It was about this time that the sky fell. I slowly laid down in the prone position, and began to roll off of what was quickly becoming a mud road. Somehow the buck had still yet to see us, and I looked over at my dad to see that he’d at least managed to grab his bow. The deer was nearing the 50 yard range, and I was only feet from rolling off the road and into cover. It seemed like things might actually work out until I hit the edge of the road. The freshly graded road had about a two foot high lip on its edges, and a nice little ditch full of water that I rolled straight into. I was now floundering in a wet ditch, unable to stealthily crawl over the lip of the road, and in imminent danger of being spotted by the deer.
Finally, our little buck friend took notice of us, and without second thought, turned straight into the closed section on the other side of the road, and disappeared forever. So I laid there, face down in a muddy ditch in the pouring rain and asked myself, “Why do I bow hunt?”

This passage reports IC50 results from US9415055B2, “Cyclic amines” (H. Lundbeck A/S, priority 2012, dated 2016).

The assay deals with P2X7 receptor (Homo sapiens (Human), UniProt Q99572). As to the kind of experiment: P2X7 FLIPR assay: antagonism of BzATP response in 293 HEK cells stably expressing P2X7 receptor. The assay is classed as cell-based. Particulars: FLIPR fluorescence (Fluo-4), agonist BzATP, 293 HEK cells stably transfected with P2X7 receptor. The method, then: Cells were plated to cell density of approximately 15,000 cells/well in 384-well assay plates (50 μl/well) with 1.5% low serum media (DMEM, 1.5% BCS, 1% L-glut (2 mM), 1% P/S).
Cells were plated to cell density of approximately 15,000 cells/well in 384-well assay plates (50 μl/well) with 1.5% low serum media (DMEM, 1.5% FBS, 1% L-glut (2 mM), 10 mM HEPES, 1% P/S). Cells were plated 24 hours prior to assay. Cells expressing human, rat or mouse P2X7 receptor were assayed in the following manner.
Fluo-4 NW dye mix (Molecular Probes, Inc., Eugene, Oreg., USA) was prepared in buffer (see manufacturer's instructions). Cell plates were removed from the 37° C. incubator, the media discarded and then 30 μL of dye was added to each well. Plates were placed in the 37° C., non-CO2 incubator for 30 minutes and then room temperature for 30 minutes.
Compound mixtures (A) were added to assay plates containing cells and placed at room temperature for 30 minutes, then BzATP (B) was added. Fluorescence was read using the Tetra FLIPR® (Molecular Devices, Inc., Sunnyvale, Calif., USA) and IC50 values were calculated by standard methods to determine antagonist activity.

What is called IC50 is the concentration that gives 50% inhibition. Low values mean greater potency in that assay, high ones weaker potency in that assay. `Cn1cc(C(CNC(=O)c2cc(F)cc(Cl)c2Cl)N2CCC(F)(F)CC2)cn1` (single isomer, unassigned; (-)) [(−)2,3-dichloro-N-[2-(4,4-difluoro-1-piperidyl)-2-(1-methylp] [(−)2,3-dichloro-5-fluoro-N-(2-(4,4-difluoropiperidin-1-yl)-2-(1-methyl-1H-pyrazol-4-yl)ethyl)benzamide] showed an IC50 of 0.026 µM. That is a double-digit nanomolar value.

The next season I found myself in the same archery area hunting what could have been the world’s most pathetic rub line. By Floridian standards, it was absurdly cold and I was bundled up like I planned to go on one of Shackleton’s expeditions. My shivers had long ago turned into full fledged convulsions and from the looks of it, I’d managed to climb the only tree in the area that was still in the shade that morning. All I wanted was to be in the sun. Maybe just warm up for a second. But I also didn’t want to climb down yet. It was, after all, only 8:30am. I thought that maybe doing some squats in the tree stand would warm me up, but the very idea of bending any joint in my body brought up visions of said joint shattering in the cold like an icicle. I was frozen, and unable to take it any longer, I lowered my bow and climbed down out of the stand.
All I could think about at the bottom of the tree was finding some sunlight and warming up. I planned to lie down like some giant lizard, right in the sun, and hopefully stop what was quickly becoming a painful shiver. I hopped from my climber, turned around, and was staring at a 70lb pig, just 30 yards away.